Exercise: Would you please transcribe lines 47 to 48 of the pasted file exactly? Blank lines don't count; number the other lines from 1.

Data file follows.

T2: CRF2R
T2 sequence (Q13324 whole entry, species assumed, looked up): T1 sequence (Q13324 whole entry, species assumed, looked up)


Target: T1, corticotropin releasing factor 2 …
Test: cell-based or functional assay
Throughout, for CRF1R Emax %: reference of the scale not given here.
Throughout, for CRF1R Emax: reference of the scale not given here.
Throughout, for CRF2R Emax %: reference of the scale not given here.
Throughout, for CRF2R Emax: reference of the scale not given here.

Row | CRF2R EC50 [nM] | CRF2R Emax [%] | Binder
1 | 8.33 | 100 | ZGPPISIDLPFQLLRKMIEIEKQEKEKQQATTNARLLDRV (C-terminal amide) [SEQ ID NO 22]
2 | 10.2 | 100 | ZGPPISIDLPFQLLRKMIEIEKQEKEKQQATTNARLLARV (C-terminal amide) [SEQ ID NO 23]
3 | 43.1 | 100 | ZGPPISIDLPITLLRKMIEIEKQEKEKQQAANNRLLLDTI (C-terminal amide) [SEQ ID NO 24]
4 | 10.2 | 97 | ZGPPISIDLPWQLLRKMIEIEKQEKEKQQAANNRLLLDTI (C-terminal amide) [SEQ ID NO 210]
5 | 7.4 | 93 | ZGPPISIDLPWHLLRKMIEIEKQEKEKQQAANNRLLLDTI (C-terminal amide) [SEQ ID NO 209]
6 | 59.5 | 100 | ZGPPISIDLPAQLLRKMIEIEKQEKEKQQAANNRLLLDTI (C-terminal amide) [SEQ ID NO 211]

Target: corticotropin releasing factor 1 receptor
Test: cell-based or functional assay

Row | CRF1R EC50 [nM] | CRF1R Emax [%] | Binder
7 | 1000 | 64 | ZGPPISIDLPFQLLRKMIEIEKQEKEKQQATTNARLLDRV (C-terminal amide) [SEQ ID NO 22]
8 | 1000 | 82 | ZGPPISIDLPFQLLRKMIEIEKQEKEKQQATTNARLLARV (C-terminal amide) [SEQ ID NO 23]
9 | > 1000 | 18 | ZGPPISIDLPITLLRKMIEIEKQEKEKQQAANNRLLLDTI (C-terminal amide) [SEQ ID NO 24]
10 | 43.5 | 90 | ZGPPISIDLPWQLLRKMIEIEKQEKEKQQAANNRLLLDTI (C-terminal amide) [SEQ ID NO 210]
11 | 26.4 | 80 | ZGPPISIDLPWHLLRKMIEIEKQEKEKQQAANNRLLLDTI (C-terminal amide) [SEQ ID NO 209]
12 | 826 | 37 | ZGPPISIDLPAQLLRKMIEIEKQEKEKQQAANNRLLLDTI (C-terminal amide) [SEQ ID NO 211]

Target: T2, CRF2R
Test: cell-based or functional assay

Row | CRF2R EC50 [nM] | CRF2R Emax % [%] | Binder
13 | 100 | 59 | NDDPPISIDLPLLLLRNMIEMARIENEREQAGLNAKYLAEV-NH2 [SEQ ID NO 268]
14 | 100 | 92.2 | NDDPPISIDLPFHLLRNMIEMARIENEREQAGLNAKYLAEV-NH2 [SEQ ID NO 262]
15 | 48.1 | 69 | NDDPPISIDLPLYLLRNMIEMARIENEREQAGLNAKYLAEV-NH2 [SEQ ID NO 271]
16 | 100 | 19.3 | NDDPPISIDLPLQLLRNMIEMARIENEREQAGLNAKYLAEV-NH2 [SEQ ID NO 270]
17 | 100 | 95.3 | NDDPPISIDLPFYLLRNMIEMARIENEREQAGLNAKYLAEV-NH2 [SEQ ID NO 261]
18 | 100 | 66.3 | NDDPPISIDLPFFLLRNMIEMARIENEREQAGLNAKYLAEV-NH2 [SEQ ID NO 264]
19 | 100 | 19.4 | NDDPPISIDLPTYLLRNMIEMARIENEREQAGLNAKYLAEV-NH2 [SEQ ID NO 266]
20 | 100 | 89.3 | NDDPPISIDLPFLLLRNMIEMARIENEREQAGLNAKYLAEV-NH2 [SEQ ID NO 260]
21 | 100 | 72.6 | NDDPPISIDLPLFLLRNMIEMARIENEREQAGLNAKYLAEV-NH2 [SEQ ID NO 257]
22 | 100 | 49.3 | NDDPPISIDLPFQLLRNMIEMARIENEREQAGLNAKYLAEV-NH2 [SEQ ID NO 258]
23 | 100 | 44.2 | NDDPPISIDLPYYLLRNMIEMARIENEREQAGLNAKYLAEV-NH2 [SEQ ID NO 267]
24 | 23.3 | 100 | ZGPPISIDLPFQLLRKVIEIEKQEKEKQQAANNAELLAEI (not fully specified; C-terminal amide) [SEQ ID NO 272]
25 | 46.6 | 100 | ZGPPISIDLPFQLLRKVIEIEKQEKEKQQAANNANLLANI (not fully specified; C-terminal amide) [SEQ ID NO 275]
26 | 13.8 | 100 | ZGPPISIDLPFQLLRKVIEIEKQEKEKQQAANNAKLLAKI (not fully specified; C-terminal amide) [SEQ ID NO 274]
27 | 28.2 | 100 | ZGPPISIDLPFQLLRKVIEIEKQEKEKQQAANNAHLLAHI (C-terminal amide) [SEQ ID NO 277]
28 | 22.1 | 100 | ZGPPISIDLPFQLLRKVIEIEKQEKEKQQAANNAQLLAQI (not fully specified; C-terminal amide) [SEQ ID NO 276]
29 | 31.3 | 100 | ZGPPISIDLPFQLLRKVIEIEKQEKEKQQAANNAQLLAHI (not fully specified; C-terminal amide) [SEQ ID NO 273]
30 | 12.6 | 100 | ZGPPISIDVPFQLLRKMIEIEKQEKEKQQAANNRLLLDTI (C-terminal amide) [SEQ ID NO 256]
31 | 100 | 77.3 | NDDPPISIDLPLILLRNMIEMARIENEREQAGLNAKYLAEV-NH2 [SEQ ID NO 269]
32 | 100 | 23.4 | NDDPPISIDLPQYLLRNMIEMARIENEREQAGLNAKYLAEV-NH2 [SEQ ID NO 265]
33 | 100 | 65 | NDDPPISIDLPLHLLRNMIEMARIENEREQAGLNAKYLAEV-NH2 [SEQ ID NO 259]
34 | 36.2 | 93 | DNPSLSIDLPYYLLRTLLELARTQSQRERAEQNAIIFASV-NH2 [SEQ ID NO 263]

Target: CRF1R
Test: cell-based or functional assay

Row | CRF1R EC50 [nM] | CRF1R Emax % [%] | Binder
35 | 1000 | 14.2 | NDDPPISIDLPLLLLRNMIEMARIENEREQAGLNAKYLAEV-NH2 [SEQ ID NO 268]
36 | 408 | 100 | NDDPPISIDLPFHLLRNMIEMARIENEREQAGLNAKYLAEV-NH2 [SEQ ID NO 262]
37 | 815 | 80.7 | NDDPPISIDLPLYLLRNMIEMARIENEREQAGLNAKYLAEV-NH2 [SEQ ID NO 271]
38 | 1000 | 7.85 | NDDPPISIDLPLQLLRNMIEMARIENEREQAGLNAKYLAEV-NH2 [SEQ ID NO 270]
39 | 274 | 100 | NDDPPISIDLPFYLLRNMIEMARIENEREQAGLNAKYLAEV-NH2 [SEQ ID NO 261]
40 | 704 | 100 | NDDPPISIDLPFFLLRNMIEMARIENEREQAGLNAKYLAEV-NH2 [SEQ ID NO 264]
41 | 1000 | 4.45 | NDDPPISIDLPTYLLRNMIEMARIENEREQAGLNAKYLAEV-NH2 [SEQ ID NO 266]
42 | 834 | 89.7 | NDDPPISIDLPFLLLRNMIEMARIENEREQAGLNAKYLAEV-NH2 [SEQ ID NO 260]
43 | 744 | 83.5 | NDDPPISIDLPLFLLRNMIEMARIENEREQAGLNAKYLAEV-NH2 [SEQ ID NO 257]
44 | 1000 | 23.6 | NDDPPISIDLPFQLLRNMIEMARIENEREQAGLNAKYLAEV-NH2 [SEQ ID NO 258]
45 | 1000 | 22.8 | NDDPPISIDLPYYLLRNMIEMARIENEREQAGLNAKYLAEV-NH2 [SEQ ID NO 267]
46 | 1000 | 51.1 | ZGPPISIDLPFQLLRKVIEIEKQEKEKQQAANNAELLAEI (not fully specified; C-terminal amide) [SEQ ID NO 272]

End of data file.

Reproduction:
32 | 100 | 23.4 | NDDPPISIDLPQYLLRNMIEMARIENEREQAGLNAKYLAEV-NH2 [SEQ ID NO 265]
33 | 100 | 65 | NDDPPISIDLPLHLLRNMIEMARIENEREQAGLNAKYLAEV-NH2 [SEQ ID NO 259]